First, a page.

Sol Ring – Rather than link to another YouTube video or explain to you why Sol Ring is good, here is a picture of a cute kitty:
Staff of Nin – For those of you who do not like to run tutors in your decks, it is important to set aside a number of slots to actual card draw. Digging is just as good as actually searching for what you need, and leads to more varied and fun games in the long run. Staff of Nin acts as an expensive Phyrexian Arena with upside, which is something I can get behind.
Swiftfoot Boots – A bad Lightning Greaves is still another Lightning Greaves in a Voltron deck, and this one allows for equipping after being attached, which might actually make it better than greaves.
Sword of Feast and Famine – The best sword in Commander, in my opinion. It is a close race between this, Fire and Ice, and Light and Shadow, but Feast and Famine basically gives you a free Time Walk, and who hates a free Time Walk?
Sword of Fire and Ice – If you can keep connecting with this sword, it is basically another Phyrexian Arena with upside, and that is always sweet.
Sword of Light and Shadow – The incidental life gain from this card has been relevant more times than I can count and, as previously stated, recursion is very important.
Sword of Vengeance – This sword provides a sick combination of abilities, and equipping it to a creature with deathtouch is a savage beating.
Sword of War and Peace – The worst of the swords by a fair margin, but it excels in an aggressive deck and once again provides incidental life gain.
Tormod’s Crypt – See Nihil Spellbomb.
Trading Post – Trading Post is, quite possibly, my favorite card to come out of M13. The games where I cast this become less about beating face and more about generating value, so sometimes I think I should cut it, but then I remember it makes goats.
Umezawa’s Jitte – The “sixth” sword, its power level is on par with Feast and Famine and Fire and Ice in decks as aggressive as this. I have almost killed people with Skithiryx simply because of the jitte.
Vedalken Orrery – If your aggressive deck is unable to run counter magic, the Orrery is a good way to get ahead of decks trying to play a reactive game against you.
Wayfarer’s Bauble – More and more I am thinking this should be an auto-include in every blue Commander deck, as it is colorless mana ramp that can be searched for with Trinket Mage.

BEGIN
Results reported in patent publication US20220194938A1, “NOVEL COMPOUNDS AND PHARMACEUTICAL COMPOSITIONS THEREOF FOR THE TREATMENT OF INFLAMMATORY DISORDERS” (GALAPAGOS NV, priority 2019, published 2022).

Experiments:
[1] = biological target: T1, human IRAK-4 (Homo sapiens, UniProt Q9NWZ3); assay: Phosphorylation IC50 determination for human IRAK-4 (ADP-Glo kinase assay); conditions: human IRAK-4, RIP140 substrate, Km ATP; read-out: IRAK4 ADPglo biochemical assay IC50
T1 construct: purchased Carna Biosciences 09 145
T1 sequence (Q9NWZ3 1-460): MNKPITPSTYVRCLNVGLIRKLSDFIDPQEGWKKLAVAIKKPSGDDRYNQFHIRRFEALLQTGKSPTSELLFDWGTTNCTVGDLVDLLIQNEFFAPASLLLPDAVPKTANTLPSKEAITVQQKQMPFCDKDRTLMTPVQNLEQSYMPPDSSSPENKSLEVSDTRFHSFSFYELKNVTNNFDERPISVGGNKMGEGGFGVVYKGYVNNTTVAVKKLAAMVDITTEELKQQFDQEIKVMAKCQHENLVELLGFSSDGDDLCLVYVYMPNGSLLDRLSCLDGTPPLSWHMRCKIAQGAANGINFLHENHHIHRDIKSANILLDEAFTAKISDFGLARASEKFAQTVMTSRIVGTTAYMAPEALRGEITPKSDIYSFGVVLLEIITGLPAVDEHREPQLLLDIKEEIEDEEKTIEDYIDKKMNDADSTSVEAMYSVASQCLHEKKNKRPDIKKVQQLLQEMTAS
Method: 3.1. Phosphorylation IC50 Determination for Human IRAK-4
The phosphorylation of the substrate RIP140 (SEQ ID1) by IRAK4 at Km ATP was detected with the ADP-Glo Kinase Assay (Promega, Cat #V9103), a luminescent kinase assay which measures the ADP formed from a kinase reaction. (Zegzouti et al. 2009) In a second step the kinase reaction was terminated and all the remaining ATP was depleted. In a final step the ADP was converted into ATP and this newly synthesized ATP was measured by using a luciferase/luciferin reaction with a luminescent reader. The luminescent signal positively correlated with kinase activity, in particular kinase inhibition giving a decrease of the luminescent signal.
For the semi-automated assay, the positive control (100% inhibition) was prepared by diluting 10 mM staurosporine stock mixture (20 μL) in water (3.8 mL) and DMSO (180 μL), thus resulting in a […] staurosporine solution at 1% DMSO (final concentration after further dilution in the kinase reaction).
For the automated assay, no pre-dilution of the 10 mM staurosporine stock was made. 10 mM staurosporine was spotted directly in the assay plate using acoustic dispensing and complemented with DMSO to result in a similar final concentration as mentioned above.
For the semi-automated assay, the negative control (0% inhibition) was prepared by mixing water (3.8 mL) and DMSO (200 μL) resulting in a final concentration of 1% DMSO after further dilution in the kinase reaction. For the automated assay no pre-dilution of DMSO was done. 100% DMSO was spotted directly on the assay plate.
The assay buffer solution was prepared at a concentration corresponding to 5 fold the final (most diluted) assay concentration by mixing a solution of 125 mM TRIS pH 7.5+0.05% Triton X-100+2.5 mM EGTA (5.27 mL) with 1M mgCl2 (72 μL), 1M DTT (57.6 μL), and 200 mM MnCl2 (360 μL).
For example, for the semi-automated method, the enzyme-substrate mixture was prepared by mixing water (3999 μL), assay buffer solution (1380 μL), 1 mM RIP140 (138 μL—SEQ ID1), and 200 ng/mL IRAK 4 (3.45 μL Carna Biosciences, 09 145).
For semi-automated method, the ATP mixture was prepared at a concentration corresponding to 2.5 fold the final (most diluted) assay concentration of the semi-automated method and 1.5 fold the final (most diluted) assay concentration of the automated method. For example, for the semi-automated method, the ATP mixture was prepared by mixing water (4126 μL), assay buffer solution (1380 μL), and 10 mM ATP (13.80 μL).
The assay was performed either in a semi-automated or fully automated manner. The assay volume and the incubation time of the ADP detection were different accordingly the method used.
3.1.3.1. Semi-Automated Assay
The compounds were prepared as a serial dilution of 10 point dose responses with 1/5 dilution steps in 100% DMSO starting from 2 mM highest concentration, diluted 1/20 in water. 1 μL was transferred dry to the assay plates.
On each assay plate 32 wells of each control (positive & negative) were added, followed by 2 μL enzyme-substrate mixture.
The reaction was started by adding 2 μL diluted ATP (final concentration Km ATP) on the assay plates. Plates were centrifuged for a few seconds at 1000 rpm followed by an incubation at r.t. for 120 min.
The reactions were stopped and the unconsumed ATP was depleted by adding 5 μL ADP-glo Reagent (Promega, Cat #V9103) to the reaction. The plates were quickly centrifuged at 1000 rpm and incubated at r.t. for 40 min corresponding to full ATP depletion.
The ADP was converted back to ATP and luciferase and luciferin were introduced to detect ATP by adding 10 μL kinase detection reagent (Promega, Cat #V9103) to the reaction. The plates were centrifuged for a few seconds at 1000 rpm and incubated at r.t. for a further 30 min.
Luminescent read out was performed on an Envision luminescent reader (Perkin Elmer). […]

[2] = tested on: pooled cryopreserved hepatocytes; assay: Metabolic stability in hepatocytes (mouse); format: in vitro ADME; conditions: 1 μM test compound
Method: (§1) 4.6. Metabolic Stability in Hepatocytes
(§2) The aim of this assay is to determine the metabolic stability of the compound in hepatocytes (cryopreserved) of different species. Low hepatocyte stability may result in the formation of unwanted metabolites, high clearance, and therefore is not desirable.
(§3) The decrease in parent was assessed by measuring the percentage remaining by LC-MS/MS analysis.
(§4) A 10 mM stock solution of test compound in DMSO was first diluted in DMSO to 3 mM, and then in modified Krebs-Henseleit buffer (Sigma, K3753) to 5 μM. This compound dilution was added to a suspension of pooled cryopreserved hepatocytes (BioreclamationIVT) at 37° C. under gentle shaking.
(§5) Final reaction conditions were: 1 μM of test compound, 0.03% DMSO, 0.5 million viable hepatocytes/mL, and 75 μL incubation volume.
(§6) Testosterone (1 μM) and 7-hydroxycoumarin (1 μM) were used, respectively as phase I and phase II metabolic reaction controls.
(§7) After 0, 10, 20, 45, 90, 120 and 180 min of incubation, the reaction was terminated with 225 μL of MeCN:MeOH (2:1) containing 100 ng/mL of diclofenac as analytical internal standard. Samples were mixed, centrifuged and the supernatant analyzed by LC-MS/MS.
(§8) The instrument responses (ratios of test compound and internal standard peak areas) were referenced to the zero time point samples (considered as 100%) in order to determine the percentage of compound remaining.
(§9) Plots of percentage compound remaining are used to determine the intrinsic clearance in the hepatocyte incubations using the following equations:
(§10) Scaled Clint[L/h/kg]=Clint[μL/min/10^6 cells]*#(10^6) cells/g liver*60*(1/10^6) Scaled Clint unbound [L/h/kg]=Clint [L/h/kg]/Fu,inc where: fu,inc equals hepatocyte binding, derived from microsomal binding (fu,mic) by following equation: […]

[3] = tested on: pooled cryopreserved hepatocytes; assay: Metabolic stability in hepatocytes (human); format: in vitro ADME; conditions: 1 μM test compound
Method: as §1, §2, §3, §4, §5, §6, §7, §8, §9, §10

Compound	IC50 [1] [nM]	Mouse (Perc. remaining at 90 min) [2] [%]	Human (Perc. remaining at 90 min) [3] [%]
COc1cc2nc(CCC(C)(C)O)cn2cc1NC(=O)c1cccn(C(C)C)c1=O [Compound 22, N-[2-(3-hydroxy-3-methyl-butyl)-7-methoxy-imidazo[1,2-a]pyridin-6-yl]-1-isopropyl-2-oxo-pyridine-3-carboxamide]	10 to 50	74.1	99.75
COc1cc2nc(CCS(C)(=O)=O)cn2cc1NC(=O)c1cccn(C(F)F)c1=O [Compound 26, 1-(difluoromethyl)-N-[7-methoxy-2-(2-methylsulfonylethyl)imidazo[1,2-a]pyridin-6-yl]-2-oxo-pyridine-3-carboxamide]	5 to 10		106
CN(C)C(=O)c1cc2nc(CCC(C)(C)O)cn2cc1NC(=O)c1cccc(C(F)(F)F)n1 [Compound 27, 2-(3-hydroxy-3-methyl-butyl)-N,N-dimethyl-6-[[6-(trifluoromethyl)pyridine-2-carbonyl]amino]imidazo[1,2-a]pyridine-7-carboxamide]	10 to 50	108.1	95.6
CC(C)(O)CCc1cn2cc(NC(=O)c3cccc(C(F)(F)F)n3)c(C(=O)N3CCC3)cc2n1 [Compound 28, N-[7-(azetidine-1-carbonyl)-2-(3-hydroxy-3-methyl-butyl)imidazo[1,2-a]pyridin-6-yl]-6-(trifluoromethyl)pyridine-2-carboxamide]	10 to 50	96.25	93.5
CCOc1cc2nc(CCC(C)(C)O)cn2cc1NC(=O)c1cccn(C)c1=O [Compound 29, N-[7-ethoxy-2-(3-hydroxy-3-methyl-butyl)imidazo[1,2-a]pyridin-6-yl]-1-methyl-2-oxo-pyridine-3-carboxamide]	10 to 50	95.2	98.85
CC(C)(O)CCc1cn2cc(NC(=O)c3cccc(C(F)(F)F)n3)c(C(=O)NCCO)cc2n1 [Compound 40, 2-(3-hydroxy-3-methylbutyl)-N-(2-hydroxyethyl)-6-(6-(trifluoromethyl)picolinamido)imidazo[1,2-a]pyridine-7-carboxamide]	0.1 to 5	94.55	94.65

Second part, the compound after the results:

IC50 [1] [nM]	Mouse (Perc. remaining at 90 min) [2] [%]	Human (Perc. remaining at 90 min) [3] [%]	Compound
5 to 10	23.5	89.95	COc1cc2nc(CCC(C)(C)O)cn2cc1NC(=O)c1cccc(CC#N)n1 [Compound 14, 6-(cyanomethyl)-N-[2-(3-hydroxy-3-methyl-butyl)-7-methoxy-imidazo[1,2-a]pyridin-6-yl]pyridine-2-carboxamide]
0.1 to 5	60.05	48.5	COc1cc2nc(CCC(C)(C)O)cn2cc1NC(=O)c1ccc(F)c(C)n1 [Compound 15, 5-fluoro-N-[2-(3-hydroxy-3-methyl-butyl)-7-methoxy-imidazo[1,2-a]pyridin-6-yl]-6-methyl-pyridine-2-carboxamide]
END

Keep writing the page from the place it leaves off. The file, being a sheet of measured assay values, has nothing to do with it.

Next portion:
Bloodghast – A recursive beater that synergizes with cards like Magus of the Abyss and Trading Post is always welcome in this kind of deck.
Bloodgift Demon – If you have not figured it out by now, I love me some Phyrexian Arena.
Butcher of Malakir – I am not sure if this warrants a spot in the list, but I love this card and the situations into which it places my opponents. Also, a flying sword carrier is always welcome.
Eternal Witness – Unoriginal, to be sure, but the versatility of the card along with having a body to carry a sword makes it impossible to cut.
Fleshbag Marauder – Going spellbomb into spellbomb into marauder is not unlikely for this deck, and the amount of card advantage to be accrued off the little bugger cannot be understated.
Genesis – Brings back all my powerful creatures or serves as another beater no one wants to kill.
Graveborn Muse – Between Fleshbag Marauder, Nim Deathmantle, and Glissa herself, the zombie clause is likely to be relevant more often than not. It is the best Phyrexian Arena in the deck, to be sure.
Harvester of Souls – Turns every board wipe into Decree of Pain, and makes Fleshbag Marauder amazing.
Magus of the Abyss – The Magus acts like a slow Fleshbag Marauder that gets around Tajuru Preserver (pretty niche benefit), but a 4/3 body is huge for four mana and it can hold a sword as good as anybody.
Moriok Replica – Value town, population this guy.
Nether Traitor – See Bloodghast, only this time with shadow!
Phage the Untouchable – It enables free wins off Lightning Greaves, but I would advise against ever playing Phage without some way to give it shroud, as Zealous Conscripts is a card.
Primeval Titan – “When nature calls, run.“
Rune-Scarred Demon – Glissa does not have access to Stoneforge Mystic, so the demon acts like a pseudo-Stoneforge while offering the ability to find answers.
Sheoldred, Whispering One – In the list for much the same reason as Magus of the Abyss, with the added bonus that my playgroup often plays Urborg, creating a giant, unblockable sword carrier.
Skithiryx, the Blight Dragon – Less deadly than Phage, but still awesome to suit up. Also, it’s really fun to shout “Taste the rainbow!” when swinging with him.
Solemn Simulacrum – Jens is the mayor of value town.
Steel Hellkite – It is a flying artifact with a relevant ability when it connects with an opponent. Pretty much an auto-include from the moment I began building this deck.
Sylvok Replica – Repeatable artifact and enchantment destruction. Destruction is nice!
Wurmcoil Engine – Deathtouch and lifelink; two great tastes that taste great together!
Bitterblossom – This card is a nightmare for the grindy control decks some of my people like to play (myself included). It can act as a pseudo-Forcefield when I’m on the defensive, or create an endless stream of flying sword carriers on the offensive.